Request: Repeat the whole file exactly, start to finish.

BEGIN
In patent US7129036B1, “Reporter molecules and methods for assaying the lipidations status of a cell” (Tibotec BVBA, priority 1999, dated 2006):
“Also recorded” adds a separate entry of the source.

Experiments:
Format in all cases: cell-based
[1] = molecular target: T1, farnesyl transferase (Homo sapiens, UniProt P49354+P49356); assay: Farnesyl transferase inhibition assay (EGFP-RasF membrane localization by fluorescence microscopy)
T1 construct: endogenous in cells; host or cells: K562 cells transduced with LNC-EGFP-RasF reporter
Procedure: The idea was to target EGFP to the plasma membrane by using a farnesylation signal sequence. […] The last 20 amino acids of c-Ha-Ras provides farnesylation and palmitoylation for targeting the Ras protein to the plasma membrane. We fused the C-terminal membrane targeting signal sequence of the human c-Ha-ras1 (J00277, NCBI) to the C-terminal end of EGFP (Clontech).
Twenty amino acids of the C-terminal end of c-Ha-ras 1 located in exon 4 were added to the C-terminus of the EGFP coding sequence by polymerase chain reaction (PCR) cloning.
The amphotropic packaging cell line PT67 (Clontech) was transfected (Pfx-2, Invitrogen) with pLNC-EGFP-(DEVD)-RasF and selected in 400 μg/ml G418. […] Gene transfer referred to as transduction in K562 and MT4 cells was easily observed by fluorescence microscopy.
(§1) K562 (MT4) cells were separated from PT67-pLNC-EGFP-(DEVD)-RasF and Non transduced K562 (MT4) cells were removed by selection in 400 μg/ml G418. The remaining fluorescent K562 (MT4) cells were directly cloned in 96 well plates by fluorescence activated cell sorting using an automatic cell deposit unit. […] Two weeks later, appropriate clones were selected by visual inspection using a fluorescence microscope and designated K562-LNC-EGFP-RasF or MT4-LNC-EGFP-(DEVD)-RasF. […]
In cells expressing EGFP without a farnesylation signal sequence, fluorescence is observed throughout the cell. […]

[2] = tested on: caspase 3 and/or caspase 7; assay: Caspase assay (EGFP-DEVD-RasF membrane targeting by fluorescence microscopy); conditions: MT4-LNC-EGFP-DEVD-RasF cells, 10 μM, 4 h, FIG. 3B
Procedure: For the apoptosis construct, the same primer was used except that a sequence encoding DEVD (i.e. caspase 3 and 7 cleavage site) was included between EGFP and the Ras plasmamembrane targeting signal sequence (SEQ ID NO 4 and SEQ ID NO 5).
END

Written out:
In patent US7129036B1, “Reporter molecules and methods for assaying the lipidations status of a cell” (Tibotec BVBA, priority 1999, dated 2006):
“Also recorded” adds a separate entry of the source.

Experiments:
Format in all cases: cell-based
[1] = molecular target: T1, farnesyl transferase (Homo sapiens, UniProt P49354+P49356); assay: Farnesyl transferase inhibition assay (EGFP-RasF membrane localization by fluorescence microscopy)
T1 construct: endogenous in cells; host or cells: K562 cells transduced with LNC-EGFP-RasF reporter
Procedure: The idea was to target EGFP to the plasma membrane by using a farnesylation signal sequence. […] The last 20 amino acids of c-Ha-Ras provides farnesylation and palmitoylation for targeting the Ras protein to the plasma membrane. We fused the C-terminal membrane targeting signal sequence of the human c-Ha-ras1 (J00277, NCBI) to the C-terminal end of EGFP (Clontech).
Twenty amino acids of the C-terminal end of c-Ha-ras 1 located in exon 4 were added to the C-terminus of the EGFP coding sequence by polymerase chain reaction (PCR) cloning.
The amphotropic packaging cell line PT67 (Clontech) was transfected (Pfx-2, Invitrogen) with pLNC-EGFP-(DEVD)-RasF and selected in 400 μg/ml G418. […] Gene transfer referred to as transduction in K562 and MT4 cells was easily observed by fluorescence microscopy.
(§1) K562 (MT4) cells were separated from PT67-pLNC-EGFP-(DEVD)-RasF and Non transduced K562 (MT4) cells were removed by selection in 400 μg/ml G418. The remaining fluorescent K562 (MT4) cells were directly cloned in 96 well plates by fluorescence activated cell sorting using an automatic cell deposit unit. […] Two weeks later, appropriate clones were selected by visual inspection using a fluorescence microscope and designated K562-LNC-EGFP-RasF or MT4-LNC-EGFP-(DEVD)-RasF. […]
In cells expressing EGFP without a farnesylation signal sequence, fluorescence is observed throughout the cell. […]

[2] = tested on: caspase 3 and/or caspase 7; assay: Caspase assay (EGFP-DEVD-RasF membrane targeting by fluorescence microscopy); conditions: MT4-LNC-EGFP-DEVD-RasF cells, 10 μM, 4 h, FIG. 3B
Procedure: For the apoptosis construct, the same primer was used except that a sequence encoding DEVD (i.e. caspase 3 and 7 cleavage site) was included between EGFP and the Ras plasmamembrane targeting signal sequence (SEQ ID NO 4 and SEQ ID NO 5).